Uber's ponzi scheme will implode very soon. Drivers are screwed as soon as they sign up. From the low wages they make now, to the wear and tear of their debt-mobiles aka leased cars. Once Uber has enough Self Driving Cars (SDV) on the road, all those who drive for them will be unemployed. There's a video out that explains the truth behind driving for TNC's quite nicely. Google "Uber : After Expenses (Silent Film)"

  • Dan Nietzsche||

    "Uber is one of these great inventions, startups, of this new economy and it's taking off like fire to dry grass and it's giving people jobs. I don't think the government should be in the business of trying to restrict job growth."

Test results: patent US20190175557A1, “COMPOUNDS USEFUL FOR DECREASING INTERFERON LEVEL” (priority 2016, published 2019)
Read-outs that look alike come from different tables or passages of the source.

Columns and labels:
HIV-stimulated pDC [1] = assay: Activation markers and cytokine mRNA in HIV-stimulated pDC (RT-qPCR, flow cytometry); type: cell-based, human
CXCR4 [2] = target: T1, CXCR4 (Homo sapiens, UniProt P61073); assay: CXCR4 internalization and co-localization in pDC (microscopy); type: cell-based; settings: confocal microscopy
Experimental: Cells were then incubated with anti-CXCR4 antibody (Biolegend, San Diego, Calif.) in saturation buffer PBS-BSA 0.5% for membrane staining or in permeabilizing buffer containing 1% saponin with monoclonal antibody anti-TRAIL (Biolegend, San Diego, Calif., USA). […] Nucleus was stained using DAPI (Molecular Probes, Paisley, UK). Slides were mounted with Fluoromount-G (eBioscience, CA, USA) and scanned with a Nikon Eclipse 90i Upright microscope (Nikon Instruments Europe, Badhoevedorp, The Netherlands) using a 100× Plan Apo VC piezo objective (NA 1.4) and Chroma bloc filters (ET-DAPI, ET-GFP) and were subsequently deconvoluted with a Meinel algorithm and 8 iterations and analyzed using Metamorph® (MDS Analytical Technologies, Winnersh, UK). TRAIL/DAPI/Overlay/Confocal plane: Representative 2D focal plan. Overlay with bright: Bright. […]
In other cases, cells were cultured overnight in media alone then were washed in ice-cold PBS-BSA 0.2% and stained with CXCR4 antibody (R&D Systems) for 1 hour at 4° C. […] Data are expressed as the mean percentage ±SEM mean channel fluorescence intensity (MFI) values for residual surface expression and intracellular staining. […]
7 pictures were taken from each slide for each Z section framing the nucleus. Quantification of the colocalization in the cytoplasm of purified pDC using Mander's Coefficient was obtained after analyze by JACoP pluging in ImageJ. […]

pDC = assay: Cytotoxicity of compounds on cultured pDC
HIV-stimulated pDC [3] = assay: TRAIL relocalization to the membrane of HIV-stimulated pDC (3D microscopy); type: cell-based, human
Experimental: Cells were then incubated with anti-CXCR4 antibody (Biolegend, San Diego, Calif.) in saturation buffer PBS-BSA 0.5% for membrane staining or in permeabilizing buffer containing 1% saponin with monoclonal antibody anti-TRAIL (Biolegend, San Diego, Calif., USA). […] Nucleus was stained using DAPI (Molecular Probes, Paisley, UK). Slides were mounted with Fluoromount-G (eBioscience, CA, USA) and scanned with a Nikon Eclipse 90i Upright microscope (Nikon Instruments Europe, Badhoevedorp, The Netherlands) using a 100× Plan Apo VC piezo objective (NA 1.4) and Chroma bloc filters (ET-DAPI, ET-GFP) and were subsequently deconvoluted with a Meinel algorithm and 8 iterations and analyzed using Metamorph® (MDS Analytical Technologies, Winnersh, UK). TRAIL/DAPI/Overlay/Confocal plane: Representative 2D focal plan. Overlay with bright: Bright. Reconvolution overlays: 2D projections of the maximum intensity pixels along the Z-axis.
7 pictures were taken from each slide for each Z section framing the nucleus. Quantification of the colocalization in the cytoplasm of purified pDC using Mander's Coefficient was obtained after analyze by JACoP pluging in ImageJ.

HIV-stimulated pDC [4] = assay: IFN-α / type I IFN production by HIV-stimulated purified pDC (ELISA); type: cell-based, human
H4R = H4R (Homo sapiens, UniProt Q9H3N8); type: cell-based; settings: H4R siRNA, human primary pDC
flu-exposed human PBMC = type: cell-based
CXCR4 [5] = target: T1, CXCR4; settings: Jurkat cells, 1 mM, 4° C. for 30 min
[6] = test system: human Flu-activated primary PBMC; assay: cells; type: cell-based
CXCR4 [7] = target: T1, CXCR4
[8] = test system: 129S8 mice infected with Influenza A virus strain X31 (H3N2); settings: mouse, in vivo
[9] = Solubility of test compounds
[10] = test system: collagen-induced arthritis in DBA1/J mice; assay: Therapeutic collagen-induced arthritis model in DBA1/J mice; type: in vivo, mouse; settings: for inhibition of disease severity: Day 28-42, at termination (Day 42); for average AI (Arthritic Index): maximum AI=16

Before this great invention to be applied in practice, UBER, the Government or both must reimburse all NYC Taxi Medallion owners for loss of their business guaranteed by State and Local laws since 1937.

  • waxlily||

    From WashPost : "The firms' real reason for opposing fingerprinting may be that it (slightly) strengthens the argument that their drivers are employees and not, as Uber and Lyft insist, private contractors. As employees, they would be eligible to press for a range of benefits that would upend the firms' labor costs and business models."

    Bring Uber to Buffalo--end the ban!